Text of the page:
ויקחו לי תרומה
That they bring for me an offering
The Midrash Tanna debe Eliyahu [quoted by the Yalkut Reuveni] teaches that at the moment that Israel said (Exodus 24:7) “נעשה ונשמע” (we will do and understand), the Holy One Blessed Be He immediately said “ויקחו לי תרומה” (they should bring for Me an offering). And our master explains that this interpretation is based on the teaching of the Midrash Rabbah (Exodus 42.6):
R. Meir said: It was not even one complete day [before they sinned], for while they were yet standing near Sinai, exclaiming “נעשה ונשמע” their hearts were already concentrated on idolatry, for it says (Psalms 78:36): “ויפתוהו בפיהם ובלשוֹנם יכזבו לו” (but they flattered Him with their mouth, and lied to Him with their tongue).
And our master explained at length elsewhere that R. Meir follows his general opinion which is “תפוס לשון ראשון” (the first expression is controlling). Thus, when they uttered the word “נעשה” (we will do) before they said “נשמע” (we will understand), they revealed their desire to perform actions without study and understanding, because they despised study. And it was their lack of interest in study so as to gain an understanding of what actions they were obligated to perform or not perform is the reason that they committed the sin of the calf. That is why they asked (Exodus 32:1) for gods “אשר ילכו לפנינו” (which shall go before us) — so that, like a beast in the field, they could just follow commands without understanding or reflection. Thus, in saying “נעשה” before saying “נשמע,” they exposed the vacuous idea that led to the sin of the calf. And, had they not committed that transgression, they would never have been required to build the Tabernacle or to offer sacrifices, as was explained above (Seder Bo). Thus, the Midrash teaches that, as soon as they said “נעשה ונשמע,” the Holy One Blessed Be He commanded them to take for Him an offering, which is derived from the connection between those words and the sin of the calf, and between the sin of the calf and the building of the Tabernacle. [See Seder Ki Tisa for further elaboration of this idea.] (שביבי אש)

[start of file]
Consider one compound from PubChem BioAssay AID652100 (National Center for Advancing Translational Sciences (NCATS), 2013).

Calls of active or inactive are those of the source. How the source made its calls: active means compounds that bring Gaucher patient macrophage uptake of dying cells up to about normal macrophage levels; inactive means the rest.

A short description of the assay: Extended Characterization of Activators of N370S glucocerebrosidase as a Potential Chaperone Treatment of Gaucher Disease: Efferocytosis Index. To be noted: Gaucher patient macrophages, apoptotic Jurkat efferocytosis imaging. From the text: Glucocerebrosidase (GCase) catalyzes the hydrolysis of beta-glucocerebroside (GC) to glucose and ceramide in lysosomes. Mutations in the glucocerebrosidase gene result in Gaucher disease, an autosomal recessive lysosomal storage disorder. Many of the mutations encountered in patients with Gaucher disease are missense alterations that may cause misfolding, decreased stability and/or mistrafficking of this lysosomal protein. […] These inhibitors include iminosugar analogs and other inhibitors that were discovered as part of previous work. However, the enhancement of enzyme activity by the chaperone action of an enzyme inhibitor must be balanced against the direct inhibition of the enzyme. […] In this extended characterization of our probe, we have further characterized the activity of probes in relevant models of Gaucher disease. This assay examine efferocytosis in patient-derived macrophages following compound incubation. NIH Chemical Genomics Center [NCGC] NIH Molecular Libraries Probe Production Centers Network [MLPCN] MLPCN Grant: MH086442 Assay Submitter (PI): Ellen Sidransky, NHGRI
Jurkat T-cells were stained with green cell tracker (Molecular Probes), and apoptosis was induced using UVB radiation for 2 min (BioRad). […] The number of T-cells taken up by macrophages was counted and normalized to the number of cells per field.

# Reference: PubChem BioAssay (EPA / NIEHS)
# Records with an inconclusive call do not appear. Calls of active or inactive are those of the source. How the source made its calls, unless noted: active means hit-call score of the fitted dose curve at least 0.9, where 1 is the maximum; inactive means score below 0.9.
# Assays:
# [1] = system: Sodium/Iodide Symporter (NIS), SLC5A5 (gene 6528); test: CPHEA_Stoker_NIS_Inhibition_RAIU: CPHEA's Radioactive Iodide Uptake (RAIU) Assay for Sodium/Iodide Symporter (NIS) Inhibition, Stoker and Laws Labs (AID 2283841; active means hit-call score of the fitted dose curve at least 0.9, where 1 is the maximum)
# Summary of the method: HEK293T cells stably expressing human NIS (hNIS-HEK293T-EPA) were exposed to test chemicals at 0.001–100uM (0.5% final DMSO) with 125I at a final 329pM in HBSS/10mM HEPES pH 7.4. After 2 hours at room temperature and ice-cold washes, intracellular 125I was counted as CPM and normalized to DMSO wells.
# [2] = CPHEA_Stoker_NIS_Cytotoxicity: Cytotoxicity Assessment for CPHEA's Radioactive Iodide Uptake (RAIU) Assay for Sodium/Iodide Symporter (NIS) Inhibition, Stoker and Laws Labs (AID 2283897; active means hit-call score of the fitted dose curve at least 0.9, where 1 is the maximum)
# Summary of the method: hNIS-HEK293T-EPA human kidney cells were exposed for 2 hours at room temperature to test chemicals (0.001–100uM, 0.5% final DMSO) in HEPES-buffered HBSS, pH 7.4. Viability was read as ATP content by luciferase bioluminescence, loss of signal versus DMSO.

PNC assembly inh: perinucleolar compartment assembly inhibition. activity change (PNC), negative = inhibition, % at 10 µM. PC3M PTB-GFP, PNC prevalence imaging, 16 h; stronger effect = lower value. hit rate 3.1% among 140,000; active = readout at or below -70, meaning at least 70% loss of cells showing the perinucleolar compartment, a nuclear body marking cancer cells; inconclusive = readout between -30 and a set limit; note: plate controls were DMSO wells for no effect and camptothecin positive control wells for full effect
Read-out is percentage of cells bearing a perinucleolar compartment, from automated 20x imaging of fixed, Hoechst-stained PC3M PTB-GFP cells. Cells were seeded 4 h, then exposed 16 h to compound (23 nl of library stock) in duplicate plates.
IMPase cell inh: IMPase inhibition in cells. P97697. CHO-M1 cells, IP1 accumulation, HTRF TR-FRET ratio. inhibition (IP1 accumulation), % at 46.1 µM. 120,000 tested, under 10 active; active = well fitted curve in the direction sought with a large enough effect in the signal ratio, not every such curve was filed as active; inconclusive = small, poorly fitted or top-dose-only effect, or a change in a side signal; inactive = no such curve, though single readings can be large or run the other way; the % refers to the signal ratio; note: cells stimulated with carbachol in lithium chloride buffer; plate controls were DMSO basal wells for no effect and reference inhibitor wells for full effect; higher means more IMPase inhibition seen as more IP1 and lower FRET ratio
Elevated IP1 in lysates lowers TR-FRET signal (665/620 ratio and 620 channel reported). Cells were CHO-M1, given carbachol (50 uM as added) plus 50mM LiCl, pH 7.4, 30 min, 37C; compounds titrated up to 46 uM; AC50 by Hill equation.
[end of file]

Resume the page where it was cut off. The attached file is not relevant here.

ויקחו לי תרומה מאת כל איש אשר ידבנו לבו תקְחו את תרומתי
That they bring for me an offering, from every man whose heart makes him willing you shall take my offering.
It may be asked why the words “תקְחו את תרומתי” (you shall take my offering) are repeated after the words “ויקחו לי תרומה” (they shall bring for me an offering). And our master said something extraordinary about this. Rashi explains that the words “ויקחו לי תרומה” mean that the offering should be taken “לשמי” (for My name). The later commentators explain that this comment teaches that whatever charity and kindness a person does should be done for the sake of the Eternal alone Who commanded him to do so, rather than because his heart impelled him to do so and inspired him to do good and charitable deeds. For the good-hearted person, who opens his hand to everyone who asks without distinguishing between the deserving and the undeserving, will frequently waste his money on a person who is unworthy of charity, which is not good in the sight of God. So the best counsel for the person “כל איש אשר ידבנו” who lacks any constraint on his heart’s inclination to give to everyone with an outstretched hand is to give charity to an agent who collects funds that will be used for the sake of God and will disburse funds to the deserving poor that follow the path of the Divine Torah. That is why the Scripture says “ויקחו לי” (take for My name): to teach that those who give their money in the name of God (i.e., only to those who are deserving) may give the offering themselves. But from those whose heart impels them to give their money to anyone who asks them — from people such as those, you should take the money from them so that it will be distributed appropriately only to those who are deserving. (שביבי אש)